Physical and cognitive effort discounting across different reward magnitudes: Tests of discounting models
by Wojciech Białaszek, Przemysław Marcowski, Paweł OstaszewskiThe effort required to obtain a rewarding outcome is an important factor in decision-making. Describing the reward devaluation by increasing effort intensity is substantial to understanding human preferences, because every action and choice that we make is in itself effortful. To investigate how reward valuation is affected by physical and cognitive effort, we compared mathematical discounting functions derived from research on discounting. Seven discounting models were tested across three different reward magnitudes. To test the models, data were collected from a total of 114 participants recruited from the general population. For one-parameter models (hyperbolic, exponential, and parabolic), the data were explained best by the exponential model as given by a percentage of explained variance. However, after introducing an additional parameter, data obtained in the cognitive and physical effort conditions were best described by the power function model. Further analysis, using the second order Akaike and Bayesian Information Criteria, which account for model complexity, allowed us to identify the best model among all tested. We found that the power function best described the data, which corresponds to conventional analyses based on the R2 measure. This supports the conclusion that the function best describing reward devaluation by physical and cognitive effort is a concave one and is different from those that describe delay or probability discounting. In addition, consistent magnitude effects were observed that correspond to those in delay discounting research.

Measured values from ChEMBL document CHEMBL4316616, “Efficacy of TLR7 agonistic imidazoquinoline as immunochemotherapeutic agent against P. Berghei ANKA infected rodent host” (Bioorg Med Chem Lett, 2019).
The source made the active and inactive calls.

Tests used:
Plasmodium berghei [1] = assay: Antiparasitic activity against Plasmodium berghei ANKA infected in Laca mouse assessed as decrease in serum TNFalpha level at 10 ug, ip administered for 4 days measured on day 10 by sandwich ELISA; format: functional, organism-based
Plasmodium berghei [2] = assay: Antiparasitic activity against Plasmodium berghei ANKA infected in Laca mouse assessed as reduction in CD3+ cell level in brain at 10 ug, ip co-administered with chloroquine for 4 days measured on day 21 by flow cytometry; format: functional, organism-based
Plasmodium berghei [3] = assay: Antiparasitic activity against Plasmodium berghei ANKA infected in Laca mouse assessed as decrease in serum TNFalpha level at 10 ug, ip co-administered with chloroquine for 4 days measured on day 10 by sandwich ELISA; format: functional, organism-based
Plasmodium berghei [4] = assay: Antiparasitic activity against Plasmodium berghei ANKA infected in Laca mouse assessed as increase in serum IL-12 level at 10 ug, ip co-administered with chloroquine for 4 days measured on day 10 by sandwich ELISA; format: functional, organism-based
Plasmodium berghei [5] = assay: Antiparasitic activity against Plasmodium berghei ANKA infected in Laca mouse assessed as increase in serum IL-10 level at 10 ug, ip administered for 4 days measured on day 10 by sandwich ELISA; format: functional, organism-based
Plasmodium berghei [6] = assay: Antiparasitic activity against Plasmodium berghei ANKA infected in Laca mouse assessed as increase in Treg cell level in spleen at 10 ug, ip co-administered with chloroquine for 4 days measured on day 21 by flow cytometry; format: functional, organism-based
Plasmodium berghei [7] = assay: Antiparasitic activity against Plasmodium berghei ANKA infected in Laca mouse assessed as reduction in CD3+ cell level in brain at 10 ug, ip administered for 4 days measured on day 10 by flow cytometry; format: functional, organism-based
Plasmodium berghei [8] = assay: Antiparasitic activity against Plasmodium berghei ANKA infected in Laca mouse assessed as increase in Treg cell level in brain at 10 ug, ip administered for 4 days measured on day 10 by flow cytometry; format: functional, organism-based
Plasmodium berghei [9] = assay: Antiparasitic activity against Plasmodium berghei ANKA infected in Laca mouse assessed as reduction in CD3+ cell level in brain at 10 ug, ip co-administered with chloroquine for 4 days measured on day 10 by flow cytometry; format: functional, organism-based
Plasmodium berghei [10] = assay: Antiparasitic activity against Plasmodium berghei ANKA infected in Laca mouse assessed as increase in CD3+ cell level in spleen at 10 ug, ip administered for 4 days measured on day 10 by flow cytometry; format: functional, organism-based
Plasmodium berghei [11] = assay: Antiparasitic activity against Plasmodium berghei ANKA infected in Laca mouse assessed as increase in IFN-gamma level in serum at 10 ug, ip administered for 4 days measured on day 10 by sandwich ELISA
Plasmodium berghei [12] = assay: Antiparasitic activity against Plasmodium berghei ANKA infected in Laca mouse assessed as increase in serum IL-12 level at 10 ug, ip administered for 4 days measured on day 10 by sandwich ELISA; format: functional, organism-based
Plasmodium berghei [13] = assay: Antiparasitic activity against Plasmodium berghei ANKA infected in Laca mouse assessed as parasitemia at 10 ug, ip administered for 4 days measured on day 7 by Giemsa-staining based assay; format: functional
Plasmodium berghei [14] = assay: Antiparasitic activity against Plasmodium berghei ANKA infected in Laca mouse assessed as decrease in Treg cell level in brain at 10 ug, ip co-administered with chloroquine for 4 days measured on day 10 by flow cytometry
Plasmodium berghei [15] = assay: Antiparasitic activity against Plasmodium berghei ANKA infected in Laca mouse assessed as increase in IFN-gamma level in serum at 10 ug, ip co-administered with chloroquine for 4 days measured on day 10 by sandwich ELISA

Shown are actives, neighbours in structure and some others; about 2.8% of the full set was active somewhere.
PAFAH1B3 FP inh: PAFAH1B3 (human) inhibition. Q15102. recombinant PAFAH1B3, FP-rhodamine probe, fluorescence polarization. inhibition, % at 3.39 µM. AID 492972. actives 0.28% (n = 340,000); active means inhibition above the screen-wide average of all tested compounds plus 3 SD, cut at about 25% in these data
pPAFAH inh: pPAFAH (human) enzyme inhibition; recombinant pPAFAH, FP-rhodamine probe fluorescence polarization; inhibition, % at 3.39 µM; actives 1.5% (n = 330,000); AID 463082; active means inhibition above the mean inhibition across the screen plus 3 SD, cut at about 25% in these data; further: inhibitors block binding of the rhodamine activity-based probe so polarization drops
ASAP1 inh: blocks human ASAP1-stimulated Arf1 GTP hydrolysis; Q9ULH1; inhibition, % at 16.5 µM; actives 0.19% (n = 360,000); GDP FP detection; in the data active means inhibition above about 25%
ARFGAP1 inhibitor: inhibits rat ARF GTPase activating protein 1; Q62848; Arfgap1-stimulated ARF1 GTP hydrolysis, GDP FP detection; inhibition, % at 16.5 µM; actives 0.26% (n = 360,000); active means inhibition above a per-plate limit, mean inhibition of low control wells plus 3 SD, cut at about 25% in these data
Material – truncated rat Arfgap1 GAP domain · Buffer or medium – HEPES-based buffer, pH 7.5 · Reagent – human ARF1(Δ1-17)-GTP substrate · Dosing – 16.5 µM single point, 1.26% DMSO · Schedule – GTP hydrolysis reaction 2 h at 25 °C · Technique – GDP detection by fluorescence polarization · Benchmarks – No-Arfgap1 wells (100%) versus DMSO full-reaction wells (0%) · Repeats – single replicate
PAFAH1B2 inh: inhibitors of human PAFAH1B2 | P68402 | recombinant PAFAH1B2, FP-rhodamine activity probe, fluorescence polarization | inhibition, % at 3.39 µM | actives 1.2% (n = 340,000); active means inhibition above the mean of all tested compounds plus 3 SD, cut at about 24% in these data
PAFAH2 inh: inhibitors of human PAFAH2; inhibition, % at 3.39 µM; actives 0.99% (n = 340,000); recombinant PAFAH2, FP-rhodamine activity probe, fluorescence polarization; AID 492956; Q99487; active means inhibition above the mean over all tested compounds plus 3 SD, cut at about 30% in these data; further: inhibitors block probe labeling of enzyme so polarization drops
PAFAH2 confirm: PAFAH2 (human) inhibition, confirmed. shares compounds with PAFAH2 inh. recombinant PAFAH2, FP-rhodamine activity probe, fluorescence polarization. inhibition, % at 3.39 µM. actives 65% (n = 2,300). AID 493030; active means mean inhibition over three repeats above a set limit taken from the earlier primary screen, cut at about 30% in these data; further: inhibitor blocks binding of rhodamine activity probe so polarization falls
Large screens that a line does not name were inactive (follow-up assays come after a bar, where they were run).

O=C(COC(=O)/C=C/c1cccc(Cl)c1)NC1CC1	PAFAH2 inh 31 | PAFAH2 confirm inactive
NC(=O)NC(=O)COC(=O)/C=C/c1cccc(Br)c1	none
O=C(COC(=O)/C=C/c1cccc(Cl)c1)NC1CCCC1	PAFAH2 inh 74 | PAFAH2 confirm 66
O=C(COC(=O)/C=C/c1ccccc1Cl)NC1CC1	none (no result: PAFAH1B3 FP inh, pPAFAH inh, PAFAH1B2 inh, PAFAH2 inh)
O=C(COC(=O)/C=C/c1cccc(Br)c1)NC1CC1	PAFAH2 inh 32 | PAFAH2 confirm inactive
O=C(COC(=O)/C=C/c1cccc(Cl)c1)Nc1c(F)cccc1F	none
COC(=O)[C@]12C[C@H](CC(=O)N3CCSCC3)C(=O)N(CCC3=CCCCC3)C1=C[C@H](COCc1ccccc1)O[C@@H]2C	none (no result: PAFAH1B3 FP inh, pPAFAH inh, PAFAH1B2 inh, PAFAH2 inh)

Publisher URL: http://journals.plos.org/plosone/article
Keeping up-to-date with research can feel impossible, with papers being published faster than you'll ever be able to read them. That's where Researcher comes in: we're simplifying discovery and making important discussions happen. With over 19,000 sources, including peer-reviewed journals, preprints, blogs, universities, podcasts and Live events across 10 research areas, you'll never miss what's important to you. It's like social media, but better. Oh, and we should mention - it's free.
Researcher displays publicly available abstracts and doesn’t host any full article content. If the content is open access, we will direct clicks from the abstracts to the publisher website and display the PDF copy on our platform. Clicks to view the full text will be directed to the publisher website, where only users with subscriptions or access through their institution are able to view the full article.